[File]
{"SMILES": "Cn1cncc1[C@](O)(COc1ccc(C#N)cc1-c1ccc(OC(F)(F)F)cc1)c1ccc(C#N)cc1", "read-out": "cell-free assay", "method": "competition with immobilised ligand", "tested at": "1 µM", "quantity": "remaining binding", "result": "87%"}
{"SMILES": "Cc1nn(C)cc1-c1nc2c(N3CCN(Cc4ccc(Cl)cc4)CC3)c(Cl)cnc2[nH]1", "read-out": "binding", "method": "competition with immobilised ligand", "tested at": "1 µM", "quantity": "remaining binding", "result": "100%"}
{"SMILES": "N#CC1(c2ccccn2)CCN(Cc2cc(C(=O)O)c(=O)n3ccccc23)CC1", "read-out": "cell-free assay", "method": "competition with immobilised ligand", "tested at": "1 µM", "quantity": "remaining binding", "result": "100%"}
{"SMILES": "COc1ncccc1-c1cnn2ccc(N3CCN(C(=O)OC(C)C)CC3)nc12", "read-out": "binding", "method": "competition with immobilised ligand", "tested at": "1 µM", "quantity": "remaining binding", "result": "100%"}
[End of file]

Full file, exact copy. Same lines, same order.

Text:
{"SMILES": "Cn1cncc1[C@](O)(COc1ccc(C#N)cc1-c1ccc(OC(F)(F)F)cc1)c1ccc(C#N)cc1", "read-out": "cell-free assay", "method": "competition with immobilised ligand", "tested at": "1 µM", "quantity": "remaining binding", "result": "87%"}
{"SMILES": "Cc1nn(C)cc1-c1nc2c(N3CCN(Cc4ccc(Cl)cc4)CC3)c(Cl)cnc2[nH]1", "read-out": "binding", "method": "competition with immobilised ligand", "tested at": "1 µM", "quantity": "remaining binding", "result": "100%"}
{"SMILES": "N#CC1(c2ccccn2)CCN(Cc2cc(C(=O)O)c(=O)n3ccccc23)CC1", "read-out": "cell-free assay", "method": "competition with immobilised ligand", "tested at": "1 µM", "quantity": "remaining binding", "result": "100%"}
{"SMILES": "COc1ncccc1-c1cnn2ccc(N3CCN(C(=O)OC(C)C)CC3)nc12", "read-out": "binding", "method": "competition with immobilised ligand", "tested at": "1 µM", "quantity": "remaining binding", "result": "100%"}